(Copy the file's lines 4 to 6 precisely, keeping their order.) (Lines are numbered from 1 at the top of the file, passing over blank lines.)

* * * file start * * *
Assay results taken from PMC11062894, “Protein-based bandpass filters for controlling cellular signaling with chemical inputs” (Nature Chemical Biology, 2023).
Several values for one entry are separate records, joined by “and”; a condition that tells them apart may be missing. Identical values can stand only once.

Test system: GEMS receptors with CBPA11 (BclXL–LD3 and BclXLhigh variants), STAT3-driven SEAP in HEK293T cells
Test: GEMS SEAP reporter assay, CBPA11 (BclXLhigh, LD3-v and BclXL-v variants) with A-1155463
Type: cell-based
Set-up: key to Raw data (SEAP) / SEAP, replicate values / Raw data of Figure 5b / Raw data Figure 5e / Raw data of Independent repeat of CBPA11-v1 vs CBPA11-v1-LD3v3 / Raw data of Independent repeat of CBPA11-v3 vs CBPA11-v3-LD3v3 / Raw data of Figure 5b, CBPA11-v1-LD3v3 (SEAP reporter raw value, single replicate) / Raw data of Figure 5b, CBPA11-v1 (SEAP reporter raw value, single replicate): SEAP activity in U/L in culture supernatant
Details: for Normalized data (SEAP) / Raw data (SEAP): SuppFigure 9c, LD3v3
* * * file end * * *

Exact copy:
Test: GEMS SEAP reporter assay, CBPA11 (BclXLhigh, LD3-v and BclXL-v variants) with A-1155463
Type: cell-based
Set-up: key to Raw data (SEAP) / SEAP, replicate values / Raw data of Figure 5b / Raw data Figure 5e / Raw data of Independent repeat of CBPA11-v1 vs CBPA11-v1-LD3v3 / Raw data of Independent repeat of CBPA11-v3 vs CBPA11-v3-LD3v3 / Raw data of Figure 5b, CBPA11-v1-LD3v3 (SEAP reporter raw value, single replicate) / Raw data of Figure 5b, CBPA11-v1 (SEAP reporter raw value, single replicate): SEAP activity in U/L in culture supernatant